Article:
Saturday, January 30, 2010


Arrowroot (Maranta arundinacea) is a large rainforest herb. It is also the word used to describe the white, odorless powder made from the starchy root. It contains a very modest amount of calcium and folate.

Arrowroot powder, also referred to as arrowroot starch or arrowroot flour, is frequently used as a thickener for puddings and sauces. It can also be used in baked goods, especially baby biscuits. I like to use it because it is gluten free, therefore easier for those who have digestive issues, and is not corn based, making it a good allergenic free thickening agent. It is considered to be less nutritious than wheat flour, however the superior thickening ability, lack of gluten, and flavorlessness of it make it a preferred choice for me.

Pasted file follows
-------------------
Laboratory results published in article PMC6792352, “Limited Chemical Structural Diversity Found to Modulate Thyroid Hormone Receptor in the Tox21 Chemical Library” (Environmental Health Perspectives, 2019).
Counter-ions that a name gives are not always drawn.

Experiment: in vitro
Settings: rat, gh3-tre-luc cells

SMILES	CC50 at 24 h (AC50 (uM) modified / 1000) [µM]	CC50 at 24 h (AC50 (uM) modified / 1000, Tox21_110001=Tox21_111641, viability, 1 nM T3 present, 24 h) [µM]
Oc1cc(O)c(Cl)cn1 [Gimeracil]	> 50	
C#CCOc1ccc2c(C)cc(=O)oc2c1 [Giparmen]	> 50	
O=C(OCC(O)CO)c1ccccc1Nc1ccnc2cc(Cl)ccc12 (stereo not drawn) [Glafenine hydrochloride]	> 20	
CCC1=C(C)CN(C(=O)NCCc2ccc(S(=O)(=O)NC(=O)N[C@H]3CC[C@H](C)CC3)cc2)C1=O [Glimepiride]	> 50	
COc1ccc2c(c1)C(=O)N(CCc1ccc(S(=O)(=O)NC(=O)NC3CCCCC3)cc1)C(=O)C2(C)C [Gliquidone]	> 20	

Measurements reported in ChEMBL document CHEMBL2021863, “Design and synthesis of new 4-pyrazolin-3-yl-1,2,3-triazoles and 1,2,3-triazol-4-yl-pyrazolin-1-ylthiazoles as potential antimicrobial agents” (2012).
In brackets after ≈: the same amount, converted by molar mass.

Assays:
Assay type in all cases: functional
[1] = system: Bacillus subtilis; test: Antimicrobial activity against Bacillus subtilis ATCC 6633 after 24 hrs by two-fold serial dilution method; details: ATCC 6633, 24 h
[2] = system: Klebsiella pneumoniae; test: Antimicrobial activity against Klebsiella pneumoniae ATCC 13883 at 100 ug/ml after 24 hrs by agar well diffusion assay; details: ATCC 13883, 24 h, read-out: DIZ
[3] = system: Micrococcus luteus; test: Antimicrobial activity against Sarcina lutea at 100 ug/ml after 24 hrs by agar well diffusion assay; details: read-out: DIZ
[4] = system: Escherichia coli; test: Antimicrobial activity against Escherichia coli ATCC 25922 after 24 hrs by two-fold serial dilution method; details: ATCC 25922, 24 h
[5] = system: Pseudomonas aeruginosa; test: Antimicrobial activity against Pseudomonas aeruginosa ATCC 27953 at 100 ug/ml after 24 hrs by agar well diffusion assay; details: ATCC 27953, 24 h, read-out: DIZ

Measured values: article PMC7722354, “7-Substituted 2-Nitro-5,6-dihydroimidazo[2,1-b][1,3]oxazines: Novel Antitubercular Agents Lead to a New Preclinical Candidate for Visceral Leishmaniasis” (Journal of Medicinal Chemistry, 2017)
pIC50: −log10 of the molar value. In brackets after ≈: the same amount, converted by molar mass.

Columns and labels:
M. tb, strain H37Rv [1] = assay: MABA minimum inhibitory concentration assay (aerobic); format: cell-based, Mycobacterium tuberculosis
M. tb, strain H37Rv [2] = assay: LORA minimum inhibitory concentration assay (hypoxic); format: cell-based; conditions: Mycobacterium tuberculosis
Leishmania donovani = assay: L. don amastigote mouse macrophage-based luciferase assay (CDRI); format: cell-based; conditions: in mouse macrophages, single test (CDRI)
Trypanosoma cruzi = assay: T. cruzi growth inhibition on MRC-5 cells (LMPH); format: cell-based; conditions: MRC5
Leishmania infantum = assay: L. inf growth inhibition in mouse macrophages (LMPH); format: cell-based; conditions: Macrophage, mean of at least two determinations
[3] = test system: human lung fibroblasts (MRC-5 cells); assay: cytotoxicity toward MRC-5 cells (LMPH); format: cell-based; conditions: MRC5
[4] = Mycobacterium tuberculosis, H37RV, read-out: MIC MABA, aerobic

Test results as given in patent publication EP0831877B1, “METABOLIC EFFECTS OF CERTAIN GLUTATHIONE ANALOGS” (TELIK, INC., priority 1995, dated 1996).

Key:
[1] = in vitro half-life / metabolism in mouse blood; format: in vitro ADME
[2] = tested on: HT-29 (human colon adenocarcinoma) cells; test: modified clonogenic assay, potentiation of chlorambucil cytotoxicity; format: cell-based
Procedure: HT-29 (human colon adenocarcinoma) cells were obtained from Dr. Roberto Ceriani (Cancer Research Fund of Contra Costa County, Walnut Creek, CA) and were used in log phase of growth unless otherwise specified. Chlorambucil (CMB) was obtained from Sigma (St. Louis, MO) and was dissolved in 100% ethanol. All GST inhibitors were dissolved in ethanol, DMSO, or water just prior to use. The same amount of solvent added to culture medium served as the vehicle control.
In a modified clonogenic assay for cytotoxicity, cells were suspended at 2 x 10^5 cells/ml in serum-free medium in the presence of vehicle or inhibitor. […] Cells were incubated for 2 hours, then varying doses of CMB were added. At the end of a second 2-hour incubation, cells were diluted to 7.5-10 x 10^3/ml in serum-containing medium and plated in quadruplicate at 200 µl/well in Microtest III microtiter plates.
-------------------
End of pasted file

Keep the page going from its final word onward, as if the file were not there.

According to information found at arrowroot is valuable as an aid for digestive ailments such as diarrhea. Add up to one tablespoon to a pint of juice or milk. As with any thickener make a paste first with some cool fluid and then add the hot fluids stirring until thickened.

Using it does take a little getting used to, if you overheat it the thickening action breaks down. I have heard that if you make homemade ice cream you can mix some in with the base and it will prevent crystals from forming in the freezer.

When using arrowroot the substitution is two teaspoons to replace one tablespoon of cornstarch or one teaspoon to replace one tablespoon of flour. Arrowroot flour can be hard to find, my best source of high quality arrowroot flour is Penzey's Spices. If you don't have a one near you, they do have an online store.

photo courtesy of Denis Conrado | Wikimedia Commons

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